Jaipur: By bringing his government out of turmoil, Rajasthan Chief Minister Ashok Gehlot has proved his political acumen of 40 years. The Bharatpur violence and the disappearance of a nurse, Bhanwari Devi, allegedly at the behest of one of the cabinet ministers, Mahipal Maderna, had turned controversial for the government. But his decision to seek resignations from all his cabinet colleagues even while expressing full confidence in the Chief Minister proved to be a master stroke.

Gopalgarh in Bharatpur was the epicentre of violence that erupted on September 14 when members of the Meo Muslim and Gujjar communities fought over public land. At least 10 people, mainly Muslims, were killed.

In the eyes of most analysts, Gehlot has not only been able to bring the government back on track but has also emerged from the crisis stronger.

“While all experts were of the view that Gehlot's political career was under the hammer and his days were numbered, he has come out stronger with the way he handled the crisis,” said a Congress party functionary.

The Chief Minister made all his cabinet colleagues resign.

“It was something new for the state. This in itself proves the political sharpness of the leader and his stature,” said SK Sharma, a keen watcher of Rajasthan's political issues.

Gehlot took no time to appoint his new cabinet team and show the door to five ministers, the majority of them tainted.

The ministers who lost their jobs included Ramlal Jat, Bhanwar Lal Meghwal and Bharonsilal Jatav.

Jat was recently in a controversy over hastening the autopsy of a woman who died under mysterious circumstances in Bhilwara district.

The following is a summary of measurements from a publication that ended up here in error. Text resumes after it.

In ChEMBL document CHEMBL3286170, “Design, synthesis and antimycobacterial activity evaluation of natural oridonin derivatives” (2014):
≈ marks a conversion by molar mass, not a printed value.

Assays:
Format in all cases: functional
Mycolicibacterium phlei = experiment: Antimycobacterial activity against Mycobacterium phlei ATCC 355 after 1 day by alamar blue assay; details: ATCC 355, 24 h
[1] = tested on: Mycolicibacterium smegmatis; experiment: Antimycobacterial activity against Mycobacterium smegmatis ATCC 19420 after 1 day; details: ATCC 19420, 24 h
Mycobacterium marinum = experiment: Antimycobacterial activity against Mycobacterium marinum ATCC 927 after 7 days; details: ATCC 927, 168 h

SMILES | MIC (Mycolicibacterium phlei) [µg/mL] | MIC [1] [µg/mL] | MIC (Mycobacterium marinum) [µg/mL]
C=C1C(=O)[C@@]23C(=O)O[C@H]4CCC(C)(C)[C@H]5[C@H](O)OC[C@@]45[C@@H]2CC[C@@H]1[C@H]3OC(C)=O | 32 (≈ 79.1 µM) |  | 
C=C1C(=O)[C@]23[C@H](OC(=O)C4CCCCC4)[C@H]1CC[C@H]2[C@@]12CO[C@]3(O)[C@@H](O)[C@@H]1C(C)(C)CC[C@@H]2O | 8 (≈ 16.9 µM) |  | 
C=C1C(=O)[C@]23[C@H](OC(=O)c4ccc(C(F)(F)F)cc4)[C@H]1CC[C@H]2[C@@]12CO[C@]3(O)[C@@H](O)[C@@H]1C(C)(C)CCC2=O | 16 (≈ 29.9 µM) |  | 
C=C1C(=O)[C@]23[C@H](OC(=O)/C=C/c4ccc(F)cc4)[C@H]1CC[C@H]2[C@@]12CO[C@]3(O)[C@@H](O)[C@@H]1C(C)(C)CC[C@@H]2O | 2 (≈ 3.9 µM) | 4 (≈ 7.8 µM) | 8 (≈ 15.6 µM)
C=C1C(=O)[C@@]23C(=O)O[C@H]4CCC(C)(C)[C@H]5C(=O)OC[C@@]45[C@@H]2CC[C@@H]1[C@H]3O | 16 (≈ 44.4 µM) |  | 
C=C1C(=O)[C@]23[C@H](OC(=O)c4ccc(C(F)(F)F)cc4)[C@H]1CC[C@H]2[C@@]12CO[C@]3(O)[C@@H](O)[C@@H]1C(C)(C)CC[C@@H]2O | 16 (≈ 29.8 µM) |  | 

Jatav and his four sons landed in trouble for allegedly mining on forest land.

A court in Karauli district's Hindaun city ordered police to lodge an FIR against Jatav on October 1 for fraudulently changing the land use of forest land and getting nine mine leases allotted to his sons.

The idea behind Gehlot's move to drop a few of his cabinet colleagues was to prove that in his government, there is no place for controversial people.

“Though Gehlot took time to take action, in a way he has been successful in proving his point that he will not take things lightly and will take action against all erring members of his team,” said Sharma.

The Chief Minister has also hinted that if need be he may consider another reshuffle.

This is widely seen as a warning to his new team that if one does not perform or lands in controversy, then he or she should be prepared to lose the job.

Rajasthan goes to the polls in two years. His supporters say Gehlot does not want to leave any stone unturned to retain power.

Even in the reshuffle, the Chief Minister has kept caste combinations in mind.

“In the fresh line-up, Gehlot has inducted one Dalit minister and one Scheduled Tribe minister, two Jats and two Muslims, trying to give representations to the castes and communities which are traditionally Congress voters,” said another political analyst.

Another thing that benefits Gehlot is that the Bharatiya Janata Party (BJP) has not been able to raise its voice on the episode involving the missing nurse.

Except for seeking Gehlot's resignation, the opposition party has not spoken a word against Maderna, a Jat leader, due to the danger of losing Jat community votes.

Jats are a dominating force in at least 40-50 constituencies, out of the 200 assembly constituencies in the state, and no political party wants to antagonize them.

But although Gehlot seems to be on a firm wicket as of now, voices of dissension over the reshuffle have started to surface in the Congress. But the worst seems to be over -- for now.